Slovenia: Erjavec withdraws PM candidacy

Slovenia: Erjavec withdraws PM candidacy

DeSUS leader Karl Erjavec has withdrawn his bid to become PM-designate until all MPs are granted work under normal conditions, a press release published on the Slovenian National Assembly’s website notes. The move comes after several MPs tested positive for coronavirus and will not be able to vote in person. The parliamentary groups are considering the handling of the situation, yet it seems that the opposition initiative has come to an end, as the renewal of the no-confidence motion will require that they gather new signatures.

A rapid antigen test showed that Matjaž Han, the leader of the deputy group of the opposition Social Democrats (SD), was infected with coronavirus after an expert working for the deputy group tested positive on Saturday. Matjaž Nemec, another SD MP, is still awaiting test results after coming in contact with SOVA intelligence agency director Janez Stušek, who tested positive over the weekend.

Han and Nemec’s votes could be decisive in a no-confidence motion against Janez Janša’s government. Earlier, Slovenian Parliament Speaker Igor Zorčič rejected calls to postpone the voting due to possible coronavirus infections.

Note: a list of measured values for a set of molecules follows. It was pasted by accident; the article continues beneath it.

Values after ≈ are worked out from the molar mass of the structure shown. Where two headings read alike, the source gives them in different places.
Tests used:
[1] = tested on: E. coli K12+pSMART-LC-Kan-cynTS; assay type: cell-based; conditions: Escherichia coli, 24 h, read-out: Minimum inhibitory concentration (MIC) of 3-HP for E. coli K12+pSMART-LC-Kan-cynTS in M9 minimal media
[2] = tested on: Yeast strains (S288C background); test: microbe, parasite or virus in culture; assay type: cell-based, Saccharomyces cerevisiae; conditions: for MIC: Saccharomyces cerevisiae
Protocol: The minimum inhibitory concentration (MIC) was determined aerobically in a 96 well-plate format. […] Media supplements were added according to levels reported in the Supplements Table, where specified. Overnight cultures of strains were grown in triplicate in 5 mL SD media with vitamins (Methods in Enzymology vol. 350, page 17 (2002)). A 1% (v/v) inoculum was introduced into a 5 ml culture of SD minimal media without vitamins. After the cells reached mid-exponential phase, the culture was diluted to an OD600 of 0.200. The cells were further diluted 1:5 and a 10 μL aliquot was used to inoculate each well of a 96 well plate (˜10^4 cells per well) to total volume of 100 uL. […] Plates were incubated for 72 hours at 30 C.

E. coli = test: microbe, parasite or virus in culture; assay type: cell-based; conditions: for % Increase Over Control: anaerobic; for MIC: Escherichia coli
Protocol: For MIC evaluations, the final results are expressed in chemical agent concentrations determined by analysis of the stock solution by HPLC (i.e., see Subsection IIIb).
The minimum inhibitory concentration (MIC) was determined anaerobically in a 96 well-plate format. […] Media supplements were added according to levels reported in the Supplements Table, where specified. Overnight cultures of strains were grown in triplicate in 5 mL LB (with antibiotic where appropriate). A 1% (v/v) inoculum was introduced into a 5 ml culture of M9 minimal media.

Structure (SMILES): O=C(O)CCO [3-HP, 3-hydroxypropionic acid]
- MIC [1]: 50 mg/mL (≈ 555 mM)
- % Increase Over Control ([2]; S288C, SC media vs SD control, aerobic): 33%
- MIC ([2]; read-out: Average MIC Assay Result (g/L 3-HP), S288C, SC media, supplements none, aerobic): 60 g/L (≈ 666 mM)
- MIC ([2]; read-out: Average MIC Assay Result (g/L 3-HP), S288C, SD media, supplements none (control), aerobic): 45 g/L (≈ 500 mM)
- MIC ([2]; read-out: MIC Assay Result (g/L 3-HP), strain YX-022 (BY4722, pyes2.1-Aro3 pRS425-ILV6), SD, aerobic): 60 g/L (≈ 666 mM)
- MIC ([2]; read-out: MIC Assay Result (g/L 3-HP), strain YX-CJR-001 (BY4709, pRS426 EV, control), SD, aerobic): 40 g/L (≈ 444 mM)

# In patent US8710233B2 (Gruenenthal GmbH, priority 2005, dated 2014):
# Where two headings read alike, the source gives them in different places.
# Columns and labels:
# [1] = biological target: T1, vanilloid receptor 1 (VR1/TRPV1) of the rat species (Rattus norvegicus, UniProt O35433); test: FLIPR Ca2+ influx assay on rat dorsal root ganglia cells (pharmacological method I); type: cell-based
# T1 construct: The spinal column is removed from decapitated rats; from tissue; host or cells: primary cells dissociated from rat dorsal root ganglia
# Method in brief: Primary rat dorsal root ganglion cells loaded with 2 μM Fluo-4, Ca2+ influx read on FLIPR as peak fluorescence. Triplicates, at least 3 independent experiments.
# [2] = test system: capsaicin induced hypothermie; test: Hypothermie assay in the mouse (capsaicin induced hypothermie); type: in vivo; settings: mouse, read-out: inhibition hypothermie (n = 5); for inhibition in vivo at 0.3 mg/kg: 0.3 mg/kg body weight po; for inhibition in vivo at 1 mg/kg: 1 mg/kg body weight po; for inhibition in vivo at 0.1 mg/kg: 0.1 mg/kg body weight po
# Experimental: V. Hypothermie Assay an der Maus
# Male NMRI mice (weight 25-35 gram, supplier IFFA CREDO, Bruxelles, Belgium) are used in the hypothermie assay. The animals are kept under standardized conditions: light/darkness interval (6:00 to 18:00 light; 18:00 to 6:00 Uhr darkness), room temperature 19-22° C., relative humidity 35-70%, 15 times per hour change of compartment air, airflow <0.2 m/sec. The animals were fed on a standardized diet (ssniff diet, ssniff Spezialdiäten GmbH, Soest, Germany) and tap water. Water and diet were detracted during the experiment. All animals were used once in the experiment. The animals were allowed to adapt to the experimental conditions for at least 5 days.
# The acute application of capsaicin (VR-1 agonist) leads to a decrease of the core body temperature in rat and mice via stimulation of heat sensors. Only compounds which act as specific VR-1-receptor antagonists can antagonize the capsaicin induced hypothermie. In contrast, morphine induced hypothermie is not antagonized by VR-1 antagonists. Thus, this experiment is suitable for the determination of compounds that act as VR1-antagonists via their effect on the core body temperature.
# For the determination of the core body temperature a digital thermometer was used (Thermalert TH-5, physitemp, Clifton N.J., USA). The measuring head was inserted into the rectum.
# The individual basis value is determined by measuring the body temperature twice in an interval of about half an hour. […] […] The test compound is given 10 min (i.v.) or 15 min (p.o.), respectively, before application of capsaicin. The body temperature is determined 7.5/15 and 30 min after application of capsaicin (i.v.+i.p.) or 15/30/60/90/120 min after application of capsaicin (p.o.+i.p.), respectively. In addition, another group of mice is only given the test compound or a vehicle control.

According to Law, the deadline for voting is no later than seven days from the introduction of the proposal. In practice, it means that Friday will be the last day, while Wednesday was marked as the first day of the extraordinary parliament session.

However, in cases like this, MPs must be present in parliament in person for a secret ballot. Last Friday, when the opposition submitted the request for a special session of Parliament, Erjavec gathered 42 votes. For a successful result, the opposition must garner 46 votes. As a result, in this case, the opposition cannot count on at least one, and possibly two votes of Han and Nemec.

Recently, DESUS left the ruling coalition citing disagreement with Janša’s SDS party on the government’s handling of the COVID-19 pandemic, jeopardy of media freedom and the administration’s decision to side with Hungary and Poland in disputes in the European Union over democratic standards in those countries. /ibna